It’s been nearly four years since I’ve ridden or reviewed an electric mountain bike, so at Sea Otter last week I decided it was time to give it another shot. I chose to test the Trek Powerfly 8, a full suspension mountain bike fitted with a Bosch CX Performance e-bike system, and here is what I learned.
The aluminum Trek Powerfly 8 offers 130mm of suspension travel front and rear, with a RockShox Yari fork up front and a RockShox Deluxe RL in the back. An 11spd XT drivetrain, Shimano hydraulic disc brakes, Boost spacing, 2.8″ Bontrager “plus tires,” and KS eThirty dropper post are included, giving this bike a pretty legit component selection, comparable to what one would expect to find on a “standard,” mid-range mountain bike. But the Powerfly 8 doesn’t stop there, adding a Bosch CX Performance, 250W motor and a Bosch Powerpack Performance 500 battery. The Bosch motor is pedal-assist, and power output is restricted once the rider reaches 20mph.
Trek notes on their website that the company’s “MTB legacy makes Powerfly a true mountain bike,” though some riders (and land management organizations like the BLM here in the US) might disagree.
On the Trail
While Sea Otter offers a short test track for electric mountain bikes, I chose to take the bike out on the trails at Fort Ord to get a better feel for the bike. At the time I had no idea that e-bikes are not allowed on the BLM-managed trail system at Fort Ord–and clearly none of the e-bike vendors at Sea Otter were advertising this inconvenient truth. So blissfully unaware, I set out on a 10-mile test ride across both doubletrack and singletrack.
The best singletrack at Fort Ord is located about 3 miles away from the Sea Otter venue, and to access it one has to ride a boring, exposed fire road with some fairly stiff climbs thrown in. Most riders would probably agree this part of the ride isn’t a lot of fun, especially in a headwind. For this reason, the Trek Powerfly 8 felt like a Tivo remote capable of skipping boring commercials to get me to the show I actually want to watch.
Riding singletrack aboard the Powerfly 8 was fun, though it felt a lot like riding a budget full suspension mountain bike: heavy, a bit awkward, and not super responsive. Sure, I was able to bunny hop the bike and it cornered fairly well, but it wasn’t nearly as much fun to ride as say, the Fuel EX 9.8 which I tested a few months ago. (Coincidentally, both bikes have the same MSRP: $4,999 USD.)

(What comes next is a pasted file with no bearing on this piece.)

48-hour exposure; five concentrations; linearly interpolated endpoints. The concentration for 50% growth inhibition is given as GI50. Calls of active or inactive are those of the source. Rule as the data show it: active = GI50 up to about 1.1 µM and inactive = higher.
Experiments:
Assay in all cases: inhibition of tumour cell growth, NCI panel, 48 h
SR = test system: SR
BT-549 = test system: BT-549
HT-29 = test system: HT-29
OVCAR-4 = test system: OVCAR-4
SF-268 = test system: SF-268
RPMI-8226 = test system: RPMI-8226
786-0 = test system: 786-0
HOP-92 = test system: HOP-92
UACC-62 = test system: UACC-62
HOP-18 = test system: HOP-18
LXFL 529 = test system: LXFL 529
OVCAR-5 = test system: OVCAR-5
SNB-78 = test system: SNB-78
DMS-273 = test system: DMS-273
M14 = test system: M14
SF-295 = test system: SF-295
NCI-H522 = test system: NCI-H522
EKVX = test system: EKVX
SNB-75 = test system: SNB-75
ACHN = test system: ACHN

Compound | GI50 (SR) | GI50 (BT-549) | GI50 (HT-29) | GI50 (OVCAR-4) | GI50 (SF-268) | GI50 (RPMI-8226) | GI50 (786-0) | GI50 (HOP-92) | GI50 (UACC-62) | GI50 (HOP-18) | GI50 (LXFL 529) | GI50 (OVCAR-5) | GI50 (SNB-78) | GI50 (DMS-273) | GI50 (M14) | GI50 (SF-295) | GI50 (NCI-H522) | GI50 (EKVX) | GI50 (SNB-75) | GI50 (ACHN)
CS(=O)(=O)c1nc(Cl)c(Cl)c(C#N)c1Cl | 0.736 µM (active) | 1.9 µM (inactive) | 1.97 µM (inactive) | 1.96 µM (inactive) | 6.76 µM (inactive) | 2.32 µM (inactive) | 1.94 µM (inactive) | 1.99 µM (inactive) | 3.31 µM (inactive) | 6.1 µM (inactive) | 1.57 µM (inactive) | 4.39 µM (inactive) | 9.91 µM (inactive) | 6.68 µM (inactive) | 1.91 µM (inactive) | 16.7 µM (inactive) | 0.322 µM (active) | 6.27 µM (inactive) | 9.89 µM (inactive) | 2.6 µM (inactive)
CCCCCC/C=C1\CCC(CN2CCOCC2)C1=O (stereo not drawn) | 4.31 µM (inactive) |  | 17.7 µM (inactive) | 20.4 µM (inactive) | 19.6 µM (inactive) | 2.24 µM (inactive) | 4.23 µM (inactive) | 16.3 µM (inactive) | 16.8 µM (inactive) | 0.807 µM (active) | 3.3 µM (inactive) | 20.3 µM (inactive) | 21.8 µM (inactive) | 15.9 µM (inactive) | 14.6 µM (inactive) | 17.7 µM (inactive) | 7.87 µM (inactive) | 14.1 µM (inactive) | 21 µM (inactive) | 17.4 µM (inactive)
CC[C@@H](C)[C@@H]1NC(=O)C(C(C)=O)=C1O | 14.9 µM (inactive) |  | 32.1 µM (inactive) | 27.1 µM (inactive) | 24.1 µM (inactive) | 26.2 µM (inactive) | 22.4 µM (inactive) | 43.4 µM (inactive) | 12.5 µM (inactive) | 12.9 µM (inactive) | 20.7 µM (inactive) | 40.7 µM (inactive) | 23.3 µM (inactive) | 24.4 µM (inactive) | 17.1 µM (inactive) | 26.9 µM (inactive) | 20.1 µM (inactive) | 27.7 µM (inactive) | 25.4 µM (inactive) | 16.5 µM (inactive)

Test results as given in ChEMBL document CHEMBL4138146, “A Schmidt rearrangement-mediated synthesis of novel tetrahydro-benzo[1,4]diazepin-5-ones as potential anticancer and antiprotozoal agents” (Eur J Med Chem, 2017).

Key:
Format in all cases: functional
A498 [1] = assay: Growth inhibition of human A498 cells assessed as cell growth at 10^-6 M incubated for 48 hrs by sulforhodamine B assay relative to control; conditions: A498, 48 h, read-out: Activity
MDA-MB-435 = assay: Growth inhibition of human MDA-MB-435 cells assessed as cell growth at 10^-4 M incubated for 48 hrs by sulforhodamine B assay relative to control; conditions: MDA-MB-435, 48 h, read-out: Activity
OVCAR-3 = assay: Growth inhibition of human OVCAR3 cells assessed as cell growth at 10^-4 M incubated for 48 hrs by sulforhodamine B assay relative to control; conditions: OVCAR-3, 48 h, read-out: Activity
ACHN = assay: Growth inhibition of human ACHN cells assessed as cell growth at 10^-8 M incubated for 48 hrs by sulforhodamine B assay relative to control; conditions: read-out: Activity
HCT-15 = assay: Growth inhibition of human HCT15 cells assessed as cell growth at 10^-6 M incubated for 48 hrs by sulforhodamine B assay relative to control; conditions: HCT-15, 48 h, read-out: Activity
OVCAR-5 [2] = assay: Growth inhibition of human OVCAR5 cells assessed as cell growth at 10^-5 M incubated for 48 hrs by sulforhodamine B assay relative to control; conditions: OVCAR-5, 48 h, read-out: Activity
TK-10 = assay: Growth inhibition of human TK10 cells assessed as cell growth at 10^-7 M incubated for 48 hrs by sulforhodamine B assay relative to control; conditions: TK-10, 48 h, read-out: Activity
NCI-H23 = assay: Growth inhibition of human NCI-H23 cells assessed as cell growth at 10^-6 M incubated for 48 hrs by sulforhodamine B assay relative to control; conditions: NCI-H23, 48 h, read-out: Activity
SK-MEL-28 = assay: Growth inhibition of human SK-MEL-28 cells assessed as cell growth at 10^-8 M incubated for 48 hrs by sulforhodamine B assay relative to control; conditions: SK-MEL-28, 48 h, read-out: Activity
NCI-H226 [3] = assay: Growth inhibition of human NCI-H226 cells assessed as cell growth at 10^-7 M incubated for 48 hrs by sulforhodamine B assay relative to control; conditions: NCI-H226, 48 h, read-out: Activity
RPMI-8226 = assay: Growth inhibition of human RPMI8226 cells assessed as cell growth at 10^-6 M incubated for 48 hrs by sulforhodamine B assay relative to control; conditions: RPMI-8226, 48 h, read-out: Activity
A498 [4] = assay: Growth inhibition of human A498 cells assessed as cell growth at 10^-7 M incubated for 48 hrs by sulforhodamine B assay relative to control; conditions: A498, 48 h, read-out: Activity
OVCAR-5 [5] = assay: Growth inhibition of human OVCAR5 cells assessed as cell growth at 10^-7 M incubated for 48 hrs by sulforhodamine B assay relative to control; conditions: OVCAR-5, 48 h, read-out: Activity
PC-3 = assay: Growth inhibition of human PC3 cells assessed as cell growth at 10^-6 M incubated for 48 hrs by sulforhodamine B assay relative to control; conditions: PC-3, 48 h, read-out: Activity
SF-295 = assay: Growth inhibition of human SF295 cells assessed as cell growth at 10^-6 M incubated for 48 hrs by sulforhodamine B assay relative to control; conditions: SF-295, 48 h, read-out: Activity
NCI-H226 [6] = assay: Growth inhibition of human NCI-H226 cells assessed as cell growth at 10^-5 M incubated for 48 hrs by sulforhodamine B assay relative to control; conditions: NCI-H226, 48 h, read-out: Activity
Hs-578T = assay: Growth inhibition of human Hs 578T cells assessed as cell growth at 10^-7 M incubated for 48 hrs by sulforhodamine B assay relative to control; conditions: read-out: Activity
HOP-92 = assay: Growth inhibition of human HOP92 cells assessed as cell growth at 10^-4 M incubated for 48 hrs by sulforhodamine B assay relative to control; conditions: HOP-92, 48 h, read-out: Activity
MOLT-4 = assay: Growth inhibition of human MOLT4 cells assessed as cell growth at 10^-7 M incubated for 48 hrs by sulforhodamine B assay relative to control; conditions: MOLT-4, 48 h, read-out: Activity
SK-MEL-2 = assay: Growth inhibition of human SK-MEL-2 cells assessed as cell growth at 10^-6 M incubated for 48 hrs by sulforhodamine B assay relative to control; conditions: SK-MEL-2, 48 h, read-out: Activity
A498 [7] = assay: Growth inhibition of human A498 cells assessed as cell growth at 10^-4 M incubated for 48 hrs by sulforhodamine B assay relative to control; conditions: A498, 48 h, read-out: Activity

On the 700-vertical-foot, 3-mile fire-road climb back up to the demo area, I took full advantage of the electric motor and absolutely blew past other riders making the same, boring slog up the hill. Make no mistake, I was working hard with my heart rate pegged near the limit, sweat dripping off my brow. But the electric motor allowed me to finish the climb more than twice as fast as everyone else.
Speaking of everyone else, 100% of the looks I received on that climb were dirty. I could almost feel the daggers being directed at me through riders’ eyes as I blew past them. I was so aware of this that I actually found myself apologizing and explaining that yes, I was in fact cheating that day. Or maybe they knew, unlike me at the time, that electric bikes are banned in that area.
I ended up testing four different e-bike motor systems that day, and the Bosch system included on the Trek was one of the two loudest motors I experienced. Not only that, the motor tends to add noticeable drag on the descents. The Bosch CX does deliver impressive torque, though it’s not always smooth when transitioning from a static pedal position.
Looking at GPS data collected during my test ride, I can see that my top speed was close to 40mph. This may sound surprising since electric mountain bikes, including the Trek Powerfly 8, are regulated to a maximum speed of 20mph. As my test ride illustrates, it’s certainly possible to get above the maximum speed, but the motor is no longer adding power to the drivetrain beyond 20mph. My overall average speed during the test–13mph–is about 30% higher than what I might expect to average on a similar ride. This just so happens to line up with the lowest level of power assist offered by the Bosch motor, which is 30%. (Turbo mode adds a whopping 300% to the rider’s power, though to conserve battery life I minimized my use of this level of assistance.)
One thing I hadn’t anticipated during my test ride was how the battery life indicator would affect me mentally. I felt genuine battery-life anxiety during the ride, worried that I would be forced to pedal the 50+ pound Powerfly 8 up the hill under my own power. Thankfully I made it back with battery life to spare, but thinking about my bike the way I think about my smartphone battery took some fun out of the ride for me.
While my assessment may seem harsh, I can say the Powerfly 8 was my favorite of the five electric mountain bikes I rode last week. Trek has done a better job than others at making an electric mountain bike that looks and feels more like the traditional mountain bikes most of us are accustomed to riding.
Is an electric mountain bike like the Trek Powerfly 8 for me? No, but that’s not to say it’s not a good choice for other riders, as long as it’s ridden in places where e-bikes are allowed. These are still early days for electric, pedal-assist mountain bikes, and chances are the bikes will continue to evolve and improve.